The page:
The Right Now: More Than Just Suits and a Sparkly Dress

Keeping with the sentiment of urgency found in their moniker, I recently chatted with Stefanie Berecz (vocals) and Brendan O’Connell (keys and guitar) of The Right Now as they...

Keeping with the sentiment of urgency found in their moniker, I recently chatted with Stefanie Berecz (vocals) and Brendan O’Connell (keys and guitar) of The Right Now as they were en route to their final rehearsal for their tour, which kicks off tonight in Pittsburgh.  Although the two would have appeared to be on a bit of a whirlwind schedule (O’Connell was actually chatting to me from the back of a cab.), their social graces were as cool and collected as their music would lead you to believe they are.  The Right Now are a seven-piece from Chicago, who embody the sounds of vintage, 1960s soul music.  They’re quite retro, but you’d never know that by listening… You’d simply assume them to be the real thing.  The Right Now released their sophomore LP, Gets Over You (Or The Right Now Gets Over You.), earlier this month and next week their tour will find itself stopping in Philadelphia on Tuesday, April 24th, at World Café Live.

“I think 100%, the first record is the studio creation of a band who hadn’t played together much in a live setting,” O’Connell tells me, characterizing Gets Over You by saying “It’s a live band playing.”  So what happened between 2010’s Carry Me Home and now?  Well, they’ve played around 200 shows.  “I think when we first started touring it was our way of getting to know each other,” Berecz tells me.  In fact, she confesses about their earliest days on the road “I was pregnant at the time and none of the boys knew.”

As for the songs found on Gets Over You, O’Connell describes them as “Nasty, tragic love stories about cheating and old boyfriends,” which might have been partly inspired by O’Connell’s admiration for James Joyce (This came up during my standard, “Prominent non-musical influences” portion of the interview.): “I love James Joyce.  I took a class, went to Ireland, and met this great guy and studied Joyce and some other Irish writers,” and seems to feel that the “Tragedy and Irish history” present in such work may have, inadvertently, contributed to a lot of his songwriting for The Right Now (For whom he does the brunt of the songwriting.)

Although in their time touring behind their first album they’ve played alongside (well, technically, before) a number of huge names; including Fitz & the Tantrums, Jamie Lidell, and even George Clinton; both O’Connell and Berecz seem to agree that the greatest experience was getting to share a stage with Otis Clay, a classic (although not nearly as popularly renowned as he ought to be) Chicago soul singer.  “It was just like one of those going to school experiences and seeing how it’s done,” O’Connell reminisces.  “He’s a great storyteller,” adds Berecz.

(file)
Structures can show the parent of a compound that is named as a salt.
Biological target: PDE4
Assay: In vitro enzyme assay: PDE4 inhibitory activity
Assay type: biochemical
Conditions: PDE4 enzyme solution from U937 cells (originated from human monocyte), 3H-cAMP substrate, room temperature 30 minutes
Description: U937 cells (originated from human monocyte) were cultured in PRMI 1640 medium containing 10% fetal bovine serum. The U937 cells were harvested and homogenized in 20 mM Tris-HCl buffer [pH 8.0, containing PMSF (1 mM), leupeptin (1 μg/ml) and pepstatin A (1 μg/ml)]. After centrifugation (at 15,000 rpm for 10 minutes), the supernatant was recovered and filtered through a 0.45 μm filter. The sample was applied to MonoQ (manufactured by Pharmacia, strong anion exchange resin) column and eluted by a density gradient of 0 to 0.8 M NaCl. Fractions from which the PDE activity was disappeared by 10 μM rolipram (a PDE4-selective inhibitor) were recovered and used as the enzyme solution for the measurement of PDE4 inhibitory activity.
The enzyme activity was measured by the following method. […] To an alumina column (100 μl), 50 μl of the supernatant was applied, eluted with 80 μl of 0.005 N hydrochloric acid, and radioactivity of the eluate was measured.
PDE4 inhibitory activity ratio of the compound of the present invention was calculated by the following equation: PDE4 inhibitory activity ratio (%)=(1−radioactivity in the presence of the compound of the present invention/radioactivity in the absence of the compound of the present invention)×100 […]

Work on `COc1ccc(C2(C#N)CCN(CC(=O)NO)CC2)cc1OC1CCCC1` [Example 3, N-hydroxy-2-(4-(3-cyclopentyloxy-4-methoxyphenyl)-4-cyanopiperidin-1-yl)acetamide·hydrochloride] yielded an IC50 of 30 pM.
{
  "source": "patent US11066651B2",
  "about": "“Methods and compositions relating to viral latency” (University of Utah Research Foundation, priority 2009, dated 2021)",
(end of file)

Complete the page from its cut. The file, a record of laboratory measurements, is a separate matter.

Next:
Although it’s not just their own, local soul sisters and soul brothers that The Right Now have love for.  They also seem to have a great deal of respect for our own, local soul siblings.  “I love Philly soul,” O’Connell tells me, explaining that he got his hands on a Gamble and Huff box set in college that played quite a large role in his ear for music.  He even goes so far as to admit that “We all [band members] have a top five of cities we wouldn’t mind living in, and Philadelphia’s on pretty much all of our lists.”

Although I’m not the biggest fan of dinner theater venues (Despite being a regular at World Café Live… Thank you for not taking my comments too harshly.), The Right Now actually prefer them, in many cases: “For me, personally, I love festivals, I love dive bars, but the more personal, intimate settings are the most challenging,” says Berecz, who enjoys attempting to engage audiences in these stark, subtle rooms, where audiences have very few distractions from what is going on onstage.  In attempting to characterize the band’s live show, she says “To me, it’s just always about how much fun we’re having.  A lot of the new record opens the door for me to get a little spicier on tour.”  O’Connell adds “It’s all about fun, dancing, the whole soul review thing, bringing world class production everywhere we go… We all wear suits and she wears a sparkly dress.”

Band Interviews

During the day Izzy Cihak teaches transgression, subversion, and revolution at Temple University. At night he haunts Philthy's best venues to cover worthwhile acts for Philthy Mag. Morrissey is everything to him and, in their own heads, all of his friends see themselves as Zooey Deschanel.